Working your way up the ranks in world-renowned kitchen like Chicago’s Alinea is no small feat, but Toronto’s Dan Perretta has managed to do just that. After attending culinary school at George Brown in Toronto, Perretta worked for some of Toronto’s best chefs, like Claudio Aprile, and was encouraged to travel and hone his skills abroad. Garnering stages everywhere from El Bulli and The Fat Duck, to Per Se and Alinea, he cultivated an impressive resume and made connections with top chefs around the world. Now working as the executive chef for Alinea’s cocktail-oriented outpost, The Aviary, he oversees their kitchens in Chicago and New York. We spoke with Perretta to learn more about working in one of the world’s best kitchens, how being Canadian has shaped the way he cooks, and insight he has for inspiring culinary talent.
What was your path to get to Alinea, and now, the Aviary?
I started at Alinea as chef de partie in 2007. When Alinea first opened in 2005, I had done a stage there that was set up by Claudio Aprile in Canada. From there, I kept a relationship with Grant [Achatz]. I had gone to the Fat Duck and El Bulli to do stages and returning from El Bulli, I was looking for something [more permanent]. I was set on working in ultra fine dining; I had my eye set on the French Laundry or Per Se. At the time, Alinea was really taking off too. I did a stage at Per Se and flew to Chicago to do another stage at Alinea.
I loved the atmosphere. It was like nothing I had ever seen: quiet, militant. To see chef standing at pass—working from 11 a.m. until 2 a.m. or 3 a.m. in the morning—along with the entire staff, solidified that that was where I wanted to work and ultimately what I wanted to become one day.
Why were you so inspired to work with chef Grant Achatz?
It was the amount of drive you could see in him. Alinea was the first restaurant that he ever owned. You could see in his eyes and his work that failure was not an option. He devoted every waking second to being in the kitchen and was working even if he wasn’t in the kitchen, trying to lead by example.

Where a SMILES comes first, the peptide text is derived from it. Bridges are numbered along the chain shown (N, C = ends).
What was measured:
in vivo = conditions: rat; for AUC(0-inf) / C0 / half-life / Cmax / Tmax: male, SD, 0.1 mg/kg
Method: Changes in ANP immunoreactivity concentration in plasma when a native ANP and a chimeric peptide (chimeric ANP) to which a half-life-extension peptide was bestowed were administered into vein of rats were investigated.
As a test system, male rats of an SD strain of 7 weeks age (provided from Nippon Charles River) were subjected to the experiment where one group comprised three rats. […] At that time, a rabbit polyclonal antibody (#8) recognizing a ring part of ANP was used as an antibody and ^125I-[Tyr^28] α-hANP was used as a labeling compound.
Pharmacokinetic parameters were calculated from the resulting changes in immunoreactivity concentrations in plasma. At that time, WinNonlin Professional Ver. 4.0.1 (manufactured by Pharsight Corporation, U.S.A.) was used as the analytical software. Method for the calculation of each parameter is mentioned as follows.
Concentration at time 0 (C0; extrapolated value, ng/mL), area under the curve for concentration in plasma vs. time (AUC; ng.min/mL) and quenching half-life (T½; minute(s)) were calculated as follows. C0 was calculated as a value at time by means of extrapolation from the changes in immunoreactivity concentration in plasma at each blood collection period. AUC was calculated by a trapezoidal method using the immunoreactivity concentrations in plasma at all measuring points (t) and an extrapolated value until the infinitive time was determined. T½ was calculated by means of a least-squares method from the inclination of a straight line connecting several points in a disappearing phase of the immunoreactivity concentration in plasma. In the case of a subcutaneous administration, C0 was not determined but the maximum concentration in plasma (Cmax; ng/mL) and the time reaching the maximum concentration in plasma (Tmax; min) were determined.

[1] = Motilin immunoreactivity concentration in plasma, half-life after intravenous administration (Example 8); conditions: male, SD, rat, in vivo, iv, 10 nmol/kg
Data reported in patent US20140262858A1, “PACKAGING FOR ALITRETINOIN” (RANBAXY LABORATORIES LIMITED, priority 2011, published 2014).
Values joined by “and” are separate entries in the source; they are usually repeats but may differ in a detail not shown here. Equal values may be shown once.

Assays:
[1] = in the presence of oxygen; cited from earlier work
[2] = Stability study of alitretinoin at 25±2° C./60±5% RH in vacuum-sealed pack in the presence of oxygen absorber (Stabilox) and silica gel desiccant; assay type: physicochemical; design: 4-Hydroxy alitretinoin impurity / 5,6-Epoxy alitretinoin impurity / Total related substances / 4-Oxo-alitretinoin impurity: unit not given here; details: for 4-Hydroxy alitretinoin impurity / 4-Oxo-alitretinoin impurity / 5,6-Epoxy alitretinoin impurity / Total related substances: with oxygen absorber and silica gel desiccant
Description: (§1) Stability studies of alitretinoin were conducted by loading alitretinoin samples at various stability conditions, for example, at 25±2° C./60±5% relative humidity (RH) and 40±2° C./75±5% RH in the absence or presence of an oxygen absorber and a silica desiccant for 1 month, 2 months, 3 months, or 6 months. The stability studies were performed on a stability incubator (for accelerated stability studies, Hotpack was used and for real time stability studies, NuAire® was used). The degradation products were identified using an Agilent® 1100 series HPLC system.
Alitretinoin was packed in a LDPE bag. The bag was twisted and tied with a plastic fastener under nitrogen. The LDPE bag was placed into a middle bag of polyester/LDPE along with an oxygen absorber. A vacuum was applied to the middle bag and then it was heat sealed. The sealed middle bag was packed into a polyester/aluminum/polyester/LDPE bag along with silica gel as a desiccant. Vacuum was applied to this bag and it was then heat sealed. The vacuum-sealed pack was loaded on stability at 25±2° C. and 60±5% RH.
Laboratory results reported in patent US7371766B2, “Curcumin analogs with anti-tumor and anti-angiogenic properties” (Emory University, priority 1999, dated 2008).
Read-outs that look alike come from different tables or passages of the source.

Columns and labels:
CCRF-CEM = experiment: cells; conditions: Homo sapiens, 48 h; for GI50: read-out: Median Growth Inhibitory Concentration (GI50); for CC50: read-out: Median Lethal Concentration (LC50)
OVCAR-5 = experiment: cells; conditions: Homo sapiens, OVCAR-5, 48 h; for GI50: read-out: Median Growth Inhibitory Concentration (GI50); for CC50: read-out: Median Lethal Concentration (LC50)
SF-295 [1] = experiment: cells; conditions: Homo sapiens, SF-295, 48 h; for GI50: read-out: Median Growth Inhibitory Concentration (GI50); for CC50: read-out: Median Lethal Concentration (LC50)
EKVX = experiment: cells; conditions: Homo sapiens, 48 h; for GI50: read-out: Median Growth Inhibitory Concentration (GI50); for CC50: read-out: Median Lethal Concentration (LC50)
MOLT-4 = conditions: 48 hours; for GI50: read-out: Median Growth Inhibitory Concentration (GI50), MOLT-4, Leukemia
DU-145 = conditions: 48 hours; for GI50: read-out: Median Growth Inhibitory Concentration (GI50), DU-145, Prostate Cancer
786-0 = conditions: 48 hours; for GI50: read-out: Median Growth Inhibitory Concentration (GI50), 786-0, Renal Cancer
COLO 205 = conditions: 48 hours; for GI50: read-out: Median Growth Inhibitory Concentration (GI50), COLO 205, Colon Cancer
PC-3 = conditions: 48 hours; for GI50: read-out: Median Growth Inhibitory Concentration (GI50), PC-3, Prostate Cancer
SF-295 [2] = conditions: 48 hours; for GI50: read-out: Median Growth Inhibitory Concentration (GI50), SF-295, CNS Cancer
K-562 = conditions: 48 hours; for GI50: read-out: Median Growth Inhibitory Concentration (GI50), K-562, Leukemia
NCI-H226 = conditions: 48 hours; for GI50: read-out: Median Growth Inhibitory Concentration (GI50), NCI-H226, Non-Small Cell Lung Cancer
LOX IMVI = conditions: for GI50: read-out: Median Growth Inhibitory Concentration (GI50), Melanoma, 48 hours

Was it always your plan to leave Canada or did it just happen along the way?
It kind of just happened. I was in culinary school and working for Claudio, seeing what these guys were doing abroad. Claudio was always pushing me to see what’s out there and see different things, to come back with all this knowledge—which I didn’t obviously do. [Laughing] Keep travelling and keep learning, develop relationships, and move up the brigade of a kitchen.
Now you’re executive chef at The Aviary in Chicago and New York, what is that like?
It’s a spin off of Alinea, basically the cocktail world of Alinea. The food we do is very similar to what you’d find at Alinea. You have to do your own food but keep it in the same genre.
How has being Canadian influenced the way you cook?
Growing up in T.O. and having access to a diverse multicultural city has shaped the way I cook now. I wouldn’t call it Canadian cuisine by any means, but influenced by Japanese, Chinese, Thai cuisines—flavours I grew up with that are nostalgic and I enjoy; not Canadian per se, but what is Canadian?
What is your perception of Canada’s current food scene?
I think it’s up and coming. With Instagram and social media, we have access to see what other chefs are doing around the world. There really isn’t any sort of gap from what Canada is doing compared to anywhere else in the world. I think it would be really cool if Michelin would start visiting Canada and give them a shot. There really shouldn’t be any border in food. It just so happens that Grant Achatz is American and he opened Alinea.
Do you make it back home often? If so, where do you like to eat?
I do. I come back and see all my family who live around Toronto. I don’t make it out to eat as much as I would like. On my radar though, Patrick Kriss at Alo is doing some cool stuff and I still haven’t made it out to try Grant van Gameren’s spots like Bar Isabel.
Would you ever consider moving back to Canada to open a restaurant?
It’s impossible to say what the future holds. I love working with this restaurant group. There are so many opportunities; there’s no limit to what you’re able to do as a chef in this company and I love this. I’ve been in the States for seven or eight years so I’ve made my home here. Currently I plan to stay, but never say “never”.
What would be your advice to up and coming Canadian culinary talent who may want to be in your shoes one day?
Put yourself outside of your comfort zone. Travel and see what’s out there. Based on my experience growing up in Canada and having access to so many different cuisine, get out there to see where that food really came from. Travel to Italy, France, Japan. Get out, explore!